London has been having one of its wettest summers in ages, and there has been intense flooding around the nation, so when the heavens opened up as I was walking to the beautiful confines of Victoria Park, I worried that day one Lovebox was under threat of being renamed Mud-box. Fortunately the rain gods were only teasing us. When I arrived at around 3.30 p.m., just in time to catch Patrick Wolfe, the sun and blue skies had begun to peek their heads out from behind the grey clouds.
Now in its fifth year, the Groove Armada boys seem to have the festival thing down pat, and there was a good mix of musical talent, eclectic stage set-ups and other attractions.
Dubbed a mini-Glastonbury by organizers, this feeling rang true, as despite some low-key sponsoring, it felt relatively corporate free. Food options were plentiful and went far beyond burgers and chips (with the jerk chicken stall taking my vote).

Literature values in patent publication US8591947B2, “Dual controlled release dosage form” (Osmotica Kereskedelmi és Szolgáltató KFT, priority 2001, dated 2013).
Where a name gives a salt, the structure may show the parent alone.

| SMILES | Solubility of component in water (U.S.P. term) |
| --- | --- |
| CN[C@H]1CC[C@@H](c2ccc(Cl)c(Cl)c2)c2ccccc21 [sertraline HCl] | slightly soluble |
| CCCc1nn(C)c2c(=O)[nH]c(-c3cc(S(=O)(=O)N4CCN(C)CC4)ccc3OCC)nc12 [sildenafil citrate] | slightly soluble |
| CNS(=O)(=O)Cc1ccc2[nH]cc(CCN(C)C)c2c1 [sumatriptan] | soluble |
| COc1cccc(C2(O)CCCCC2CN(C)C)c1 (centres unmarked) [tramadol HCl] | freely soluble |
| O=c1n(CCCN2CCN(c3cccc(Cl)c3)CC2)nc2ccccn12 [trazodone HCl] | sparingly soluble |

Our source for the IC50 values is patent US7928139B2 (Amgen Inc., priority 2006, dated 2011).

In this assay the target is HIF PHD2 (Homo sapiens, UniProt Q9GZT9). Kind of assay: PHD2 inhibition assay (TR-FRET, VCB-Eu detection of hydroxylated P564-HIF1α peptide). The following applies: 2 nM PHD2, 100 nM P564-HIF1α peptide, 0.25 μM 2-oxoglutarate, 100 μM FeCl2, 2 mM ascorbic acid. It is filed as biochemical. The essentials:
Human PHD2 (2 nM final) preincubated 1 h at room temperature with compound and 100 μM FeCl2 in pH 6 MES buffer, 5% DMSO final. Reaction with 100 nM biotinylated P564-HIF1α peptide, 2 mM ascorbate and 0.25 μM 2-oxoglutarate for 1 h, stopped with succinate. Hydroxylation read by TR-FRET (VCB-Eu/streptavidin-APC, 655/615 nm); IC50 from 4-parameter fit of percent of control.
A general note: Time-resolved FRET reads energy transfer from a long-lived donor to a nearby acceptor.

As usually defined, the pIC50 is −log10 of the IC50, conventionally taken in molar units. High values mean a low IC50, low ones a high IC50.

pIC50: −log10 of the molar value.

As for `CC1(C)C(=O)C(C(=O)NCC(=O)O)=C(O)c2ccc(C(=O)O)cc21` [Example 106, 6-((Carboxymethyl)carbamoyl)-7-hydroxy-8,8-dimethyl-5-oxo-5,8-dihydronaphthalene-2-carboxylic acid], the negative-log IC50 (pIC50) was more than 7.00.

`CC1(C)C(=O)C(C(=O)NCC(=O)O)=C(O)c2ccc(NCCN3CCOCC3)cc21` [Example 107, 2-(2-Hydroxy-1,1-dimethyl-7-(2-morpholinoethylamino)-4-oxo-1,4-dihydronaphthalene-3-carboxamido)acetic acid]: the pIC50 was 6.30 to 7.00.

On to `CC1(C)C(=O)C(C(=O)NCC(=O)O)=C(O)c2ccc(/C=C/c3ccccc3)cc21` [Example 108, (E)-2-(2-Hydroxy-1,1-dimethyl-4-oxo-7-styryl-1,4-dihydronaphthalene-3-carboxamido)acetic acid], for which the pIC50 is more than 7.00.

The tent of the afternoon for me though had to be Secretsundaze. Tucked away in the furthest corner of the grounds, the circular fenced enclosure had a real backwoods feel to it with a bayou porch of a stage. The centrepiece was of course the infamous Secretsundaze disco ball which hung from a giant stump of a tree. Giles Smith and 2000 and One spun house tracks that were perfect for mid-afternoon, the loyal SS crowd responded, and the result was a dirty (in a good way) daytime afterparty-like vibe.
Labels: festivals, lovebox, music, secretsundaze, techno